Kelly fell foul of the law quite late in his career. He was arrested after using a coin to scratch a series of expensive cars on Hampstead High Street. Rather typically of Bernard, he absent-mindedly carried out the crime while standing in front of the police station. The Magdala duty solicitor, another regular called Dave Quinlan, was summoned to the rescue. Quinlan was not pleased to find that the defence on which his case would depend was that a Rolls-Royce car had driven over Kelly’s pet ant.
Kelly retired to Belfast from where occasional letters would arrive containing new diatribes. In one letter he had lost patience with the poetry of Seamus Heaney.
‘Many attempts have been made to place Heaney’s utterances of the last sixty years among the great. None has quite succeeded. If certain poetry seems to be written solely for the purpose of sustaining literary criticism with new raw material, just as Irish bogs have long been seen as primarily fuel for the National Grid, then it follows such poetry is not its own end product. The question is, does Heaney write verse specifically for literary critics to dissect? The suspicion is that he does. Certainly, this is what has happened. One might call it presiding at one’s own literary vivisection.’
In another he turned an acid eye on the statement that ‘Irish people must learn to be intellectuals outside the confines of a public house’ which had stemmed from one Emmanuel Sweeney, the leader of the Irish Christian Democrats. Sweeney was demanding an inquiry into why the Republic had 11,000 pubs. Kelly responded:
‘It would be nice to know why there are only 11,000?’
One of Kelly’s most typical poems was one about Hampstead that he wrote in August 1987. It was a homage to the Flask pub up in the Village that was owned by the Gott family.
[Other references: ‘the Dome’ was a café serving alcohol (now the Café Rouge) – due to its clientele of foreign au pair girls it was known amongst the local lads as the Con-Dome; Karl Marx; Douglas Jay, a well-known Labour politician; the writer Kingsley Amis; Melvyn Bragg; John Braine; Keidrych Rees; Dave Bookless was a regular; Groucho’s was the Groucho Club in Soho; ASLEF was the train drivers union that had its HQ on Arkwright Road.]
THE SEDIMENTS OF THE FLASK
By Bernard Kelly
The stocks which once stood outside Hampstead’s Flask
Would be too good for boutique owner scum
Who’ve taken over, like the Dome’s crazed masque
Whose manager is nothing but a bum.
The Gotts held out against that awful tide,
Battered a bit, they never lost their pride.
God knows, with all its faults, Marx’s old pub
(At least it’s never seen the face of Jay,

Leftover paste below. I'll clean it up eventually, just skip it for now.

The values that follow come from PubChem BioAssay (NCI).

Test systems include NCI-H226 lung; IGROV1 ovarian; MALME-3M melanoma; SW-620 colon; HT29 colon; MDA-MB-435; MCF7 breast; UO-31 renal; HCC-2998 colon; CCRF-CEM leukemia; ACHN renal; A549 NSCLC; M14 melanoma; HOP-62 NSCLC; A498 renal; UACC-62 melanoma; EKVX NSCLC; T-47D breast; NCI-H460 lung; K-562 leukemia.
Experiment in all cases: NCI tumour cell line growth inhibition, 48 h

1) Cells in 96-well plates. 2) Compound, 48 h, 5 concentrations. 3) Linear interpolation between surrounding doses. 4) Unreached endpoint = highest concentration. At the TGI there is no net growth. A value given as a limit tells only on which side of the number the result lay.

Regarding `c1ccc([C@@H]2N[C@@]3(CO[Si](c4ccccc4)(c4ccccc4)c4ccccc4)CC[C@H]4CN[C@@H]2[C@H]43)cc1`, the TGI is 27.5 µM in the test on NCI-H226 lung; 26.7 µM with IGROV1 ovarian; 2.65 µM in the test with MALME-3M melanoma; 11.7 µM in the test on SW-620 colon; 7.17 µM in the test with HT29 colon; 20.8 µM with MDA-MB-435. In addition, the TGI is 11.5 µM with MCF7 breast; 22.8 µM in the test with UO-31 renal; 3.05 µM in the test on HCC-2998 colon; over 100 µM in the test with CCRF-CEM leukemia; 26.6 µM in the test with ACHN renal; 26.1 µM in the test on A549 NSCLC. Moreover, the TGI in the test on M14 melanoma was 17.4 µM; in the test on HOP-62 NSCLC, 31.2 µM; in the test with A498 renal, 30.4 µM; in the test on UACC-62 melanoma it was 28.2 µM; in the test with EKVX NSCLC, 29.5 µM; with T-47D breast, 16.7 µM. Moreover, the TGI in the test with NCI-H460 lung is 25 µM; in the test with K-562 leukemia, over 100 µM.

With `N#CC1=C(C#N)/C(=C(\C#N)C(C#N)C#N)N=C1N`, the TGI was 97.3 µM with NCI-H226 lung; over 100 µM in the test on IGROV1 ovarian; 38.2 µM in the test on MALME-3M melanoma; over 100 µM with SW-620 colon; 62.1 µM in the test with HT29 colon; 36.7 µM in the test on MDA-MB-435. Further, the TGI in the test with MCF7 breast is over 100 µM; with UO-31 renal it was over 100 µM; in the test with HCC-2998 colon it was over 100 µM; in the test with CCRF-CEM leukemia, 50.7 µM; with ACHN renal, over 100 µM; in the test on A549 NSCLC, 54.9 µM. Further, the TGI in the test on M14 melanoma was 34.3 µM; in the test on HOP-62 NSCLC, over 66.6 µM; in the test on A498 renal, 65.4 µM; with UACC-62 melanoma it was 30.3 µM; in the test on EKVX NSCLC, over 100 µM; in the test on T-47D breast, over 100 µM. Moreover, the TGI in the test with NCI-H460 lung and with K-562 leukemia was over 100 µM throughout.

Though Amis did look in just twice for grub)
Through the long night of estate agents’ day
Proved itself a haven from the modern,
If not always from Josh and the sodden.
Whilst Bragg was wasting years being motored
From Hampstead to the studios of shame,
Braine, a prodigal returned, un-photoed,
Gave to the Flask his last, and where’s the blame?
We did at least know him, and Keidrych, well.
Their like could never fall for Groucho’s hell.
Just Bookless (I know) brings private shares in,
And no one there (I think) is successful.
At times, the bar room banter wears quite thin,
But each is certain that he has most pull.
The TV in-crowd on the hill’s self-barred,
Real life for it has always somehow jarred.
Boutiques, boutiques, estate agents and Jay!
Were it not for the Ham & High half-wits,
Half-plastered every lunch time, the mid-day fray
Might prove escape enough from such conflicts.
So, farewell ye Gottsian egg and chips,
Britain’s best and cheapest, farewell ASLEF,
Farewell ye warriors, whose tongues are whips,
Brave songs were sung but now they’ve changed our clef.
Grant, ye Ancients, this to the least of us,
That when his sword’s broken, he makes a fuss.
Bernard Kelly died in 2006 having made his final move to Ilkley to stay with his wife and son. Whatever else one could say, one can only agree with that last line: whether his sword was broken or not, Kelly certainly made a fuss.
The Harvey Brothers
It is true to say that there were some members of the Magdala who carried on professional careers and some who had distinct jobs, but for many the acquisition of money depended on casual work for whichever firm could cope with their idiosyncrasies. As one regular declared: “I don’t mind doing any job so long as it doesn’t require sobriety”.
One firm that kept the pub going for many years was ‘Taxi Trucks’, a local enterprise that employed locals as ‘White Van Men’ and their aides. Another firm, based south of the river and therefore in ‘Here Be Dragons’ territory, was the prestigious business ‘IPC Magazines’ where many Magdalites ended up in the exceedingly undemanding post room acting as postal collection and delivery messengers. IPC were the publishers of over 400 different magazines, including the well-known ‘Horse and Hound’ and ‘Women’s Own’. Even Bernard Kelly spent a short period there until he got bored.